As we get back to Alzheimer’s, what’s so great about the association is the material that you can get. It was fascinating to go through some of the things that you were telling me, Tim. The ten warning signs that this might be happening, tell us more about that.
Tim: Some people may overreact. Just because someone’s having a bad day doesn’t mean they have Alzheimer’s. It could be dehydration. They could be on a new medication.
Maybe they just didn’t get enough sleep. We talk about those types of things. We talk about the support group that we offer. We talk about what areas you can go to get more information.
Not only do we have a great website but we have people on call 24/7 at the Alzheimer’s organization. We have chapters all, not only in States. They’re drilled down right into counties, communities and so on.
Patti: You literally have people 24/7 that people can call?
Patti: That’s amazing. These are all volunteers?
Tim: All volunteers, and all know what you’re going through.
Patti: Wow. That’s amazing.
Tim: No matter what stage it’s at.
Patti: Boy. Do you get a lot of people that Alzheimer’s that are calling the association?
Tim: I can’t remember.
Patti: That is great, Tim. Let’s boil this down and get into some action items. Number one, what I heard from you Tim is that not everybody is going to get Alzheimer’s, right? So let’s not get too overly paranoid about this.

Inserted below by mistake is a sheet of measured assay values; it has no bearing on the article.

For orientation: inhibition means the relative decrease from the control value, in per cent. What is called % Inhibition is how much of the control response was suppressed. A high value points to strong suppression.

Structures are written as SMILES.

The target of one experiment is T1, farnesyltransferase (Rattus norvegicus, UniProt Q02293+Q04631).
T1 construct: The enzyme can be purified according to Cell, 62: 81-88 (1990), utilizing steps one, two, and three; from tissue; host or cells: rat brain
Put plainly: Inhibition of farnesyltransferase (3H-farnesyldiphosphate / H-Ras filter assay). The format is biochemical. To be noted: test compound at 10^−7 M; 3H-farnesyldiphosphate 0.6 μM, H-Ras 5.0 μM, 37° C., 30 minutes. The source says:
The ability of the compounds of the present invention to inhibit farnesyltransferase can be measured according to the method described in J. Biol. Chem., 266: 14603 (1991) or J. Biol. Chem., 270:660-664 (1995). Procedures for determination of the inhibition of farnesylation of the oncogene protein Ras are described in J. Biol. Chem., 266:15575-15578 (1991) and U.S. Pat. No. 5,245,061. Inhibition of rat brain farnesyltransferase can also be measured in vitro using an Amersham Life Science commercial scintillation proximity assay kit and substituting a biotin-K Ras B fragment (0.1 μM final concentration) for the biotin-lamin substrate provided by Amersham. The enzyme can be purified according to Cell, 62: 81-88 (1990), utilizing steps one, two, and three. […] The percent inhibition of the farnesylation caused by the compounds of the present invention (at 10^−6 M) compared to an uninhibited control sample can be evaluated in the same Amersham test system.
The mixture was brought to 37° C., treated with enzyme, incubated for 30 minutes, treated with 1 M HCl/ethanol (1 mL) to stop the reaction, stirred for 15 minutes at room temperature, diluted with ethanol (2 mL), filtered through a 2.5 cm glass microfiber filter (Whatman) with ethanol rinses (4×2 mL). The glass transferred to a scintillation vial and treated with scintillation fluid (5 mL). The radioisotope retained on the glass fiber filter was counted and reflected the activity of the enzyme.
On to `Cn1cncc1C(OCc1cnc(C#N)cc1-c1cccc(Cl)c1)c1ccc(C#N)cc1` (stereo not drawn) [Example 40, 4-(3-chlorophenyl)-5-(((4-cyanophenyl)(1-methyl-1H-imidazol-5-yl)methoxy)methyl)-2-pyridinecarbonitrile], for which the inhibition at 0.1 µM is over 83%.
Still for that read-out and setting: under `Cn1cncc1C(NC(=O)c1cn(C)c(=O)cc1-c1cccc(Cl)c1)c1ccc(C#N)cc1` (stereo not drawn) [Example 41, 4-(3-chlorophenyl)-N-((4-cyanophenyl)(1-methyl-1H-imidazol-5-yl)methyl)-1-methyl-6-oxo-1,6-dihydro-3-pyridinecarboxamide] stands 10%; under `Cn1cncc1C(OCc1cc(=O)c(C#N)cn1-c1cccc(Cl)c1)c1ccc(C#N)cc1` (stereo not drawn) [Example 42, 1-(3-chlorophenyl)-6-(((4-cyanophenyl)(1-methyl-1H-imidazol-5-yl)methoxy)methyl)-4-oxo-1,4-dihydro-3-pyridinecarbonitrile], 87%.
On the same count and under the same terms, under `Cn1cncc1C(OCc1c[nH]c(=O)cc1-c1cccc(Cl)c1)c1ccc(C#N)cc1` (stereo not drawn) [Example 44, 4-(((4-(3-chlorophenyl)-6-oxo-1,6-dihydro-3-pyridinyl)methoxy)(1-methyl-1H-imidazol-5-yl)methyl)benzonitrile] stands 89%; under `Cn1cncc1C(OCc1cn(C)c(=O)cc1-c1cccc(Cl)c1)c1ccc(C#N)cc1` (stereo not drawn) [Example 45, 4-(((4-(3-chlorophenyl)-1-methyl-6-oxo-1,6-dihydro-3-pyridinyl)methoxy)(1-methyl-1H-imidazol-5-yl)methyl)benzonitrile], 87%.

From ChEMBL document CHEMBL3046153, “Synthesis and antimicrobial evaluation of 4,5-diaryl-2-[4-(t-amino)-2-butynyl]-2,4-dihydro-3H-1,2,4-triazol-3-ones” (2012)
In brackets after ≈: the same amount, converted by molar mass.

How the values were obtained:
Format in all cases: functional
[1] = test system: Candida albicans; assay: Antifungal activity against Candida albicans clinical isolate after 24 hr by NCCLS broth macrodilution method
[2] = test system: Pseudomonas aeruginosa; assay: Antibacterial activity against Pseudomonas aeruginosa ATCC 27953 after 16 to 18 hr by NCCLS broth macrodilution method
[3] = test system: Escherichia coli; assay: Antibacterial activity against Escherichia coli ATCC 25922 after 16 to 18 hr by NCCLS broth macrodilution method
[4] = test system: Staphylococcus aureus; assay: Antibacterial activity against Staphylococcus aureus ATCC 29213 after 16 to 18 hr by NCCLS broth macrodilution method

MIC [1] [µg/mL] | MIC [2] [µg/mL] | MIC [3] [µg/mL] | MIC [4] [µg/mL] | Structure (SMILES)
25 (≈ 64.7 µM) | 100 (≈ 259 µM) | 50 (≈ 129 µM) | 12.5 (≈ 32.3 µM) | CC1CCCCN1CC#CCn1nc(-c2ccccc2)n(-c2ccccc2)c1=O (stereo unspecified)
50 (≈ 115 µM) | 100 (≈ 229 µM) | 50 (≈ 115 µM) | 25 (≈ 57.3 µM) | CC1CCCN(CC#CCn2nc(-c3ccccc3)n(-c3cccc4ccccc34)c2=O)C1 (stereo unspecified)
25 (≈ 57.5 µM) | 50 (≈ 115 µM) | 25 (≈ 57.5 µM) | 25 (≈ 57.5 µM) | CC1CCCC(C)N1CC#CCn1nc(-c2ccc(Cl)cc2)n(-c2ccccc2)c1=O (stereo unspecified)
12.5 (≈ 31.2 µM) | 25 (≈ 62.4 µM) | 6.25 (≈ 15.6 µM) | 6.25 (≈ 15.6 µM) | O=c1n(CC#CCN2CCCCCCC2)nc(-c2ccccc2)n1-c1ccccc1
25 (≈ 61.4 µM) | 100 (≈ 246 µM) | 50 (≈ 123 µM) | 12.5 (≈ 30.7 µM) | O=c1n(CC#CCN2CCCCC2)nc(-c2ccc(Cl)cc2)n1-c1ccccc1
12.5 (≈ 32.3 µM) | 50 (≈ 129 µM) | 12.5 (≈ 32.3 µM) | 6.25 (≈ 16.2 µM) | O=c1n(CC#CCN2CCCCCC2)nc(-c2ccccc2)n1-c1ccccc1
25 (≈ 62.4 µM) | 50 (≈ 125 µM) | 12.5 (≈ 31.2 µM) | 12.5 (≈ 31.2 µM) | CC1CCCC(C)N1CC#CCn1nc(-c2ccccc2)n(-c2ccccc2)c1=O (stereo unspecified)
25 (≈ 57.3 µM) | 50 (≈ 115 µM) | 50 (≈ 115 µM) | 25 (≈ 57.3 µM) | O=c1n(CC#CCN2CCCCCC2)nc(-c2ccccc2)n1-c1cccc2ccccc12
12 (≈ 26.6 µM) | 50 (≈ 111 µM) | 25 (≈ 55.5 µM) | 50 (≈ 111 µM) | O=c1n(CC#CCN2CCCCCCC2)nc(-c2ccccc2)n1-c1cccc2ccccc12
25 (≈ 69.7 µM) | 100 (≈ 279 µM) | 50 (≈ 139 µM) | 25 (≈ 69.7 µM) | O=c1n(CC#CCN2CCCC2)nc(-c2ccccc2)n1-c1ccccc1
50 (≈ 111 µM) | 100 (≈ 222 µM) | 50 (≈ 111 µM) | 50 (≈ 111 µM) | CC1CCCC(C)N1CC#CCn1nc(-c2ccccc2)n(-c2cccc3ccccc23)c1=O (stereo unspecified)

Make sure that you’re drinking enough water, that you know the side effects of your meds, that you’re getting enough sleep. Stay socially active, stay engaged as much as you possibly can.
Second thing that I heard was watch out for the miss. There are lot of miss out there that unfortunately there’s no secret cure.
You can’t take this pill or do this thing that’s going to cure you. Right now, there isn’t a cure for Alzheimer’s.
Tim: There are suggestions. I eat blueberries every day.
Patti: There you go.
Tim: So there are little things like that. There’s something in blueberries that maybe has something to do with helping you ward off Alzheimer’s or dementia. There’s a lot of supplements out there that put themselves out there for…and there’s really nothing FDA approved.
Like I’ve said, we really haven’t had a blockbuster moment. I was reading about the history of the heart. After Franklin Delano Roosevelt passed away, this country made a huge initiative to cure heart disease.
In 25 years, we had artificial hearts, replacing valves, all new types of surgeries. We came a long way. There were very common for someone who was in the 40s to have a heart attack back in the 1940s and 1950s.
We just haven’t had that moment. I thought maybe back in the ‘90s when Ronald Reagan went through it. You always need a face of a disease.
Tim: Michael J. Fox and what he’s going through and so on. It did wake some folks up but the challenge so far has been too great for what we’re trying to do.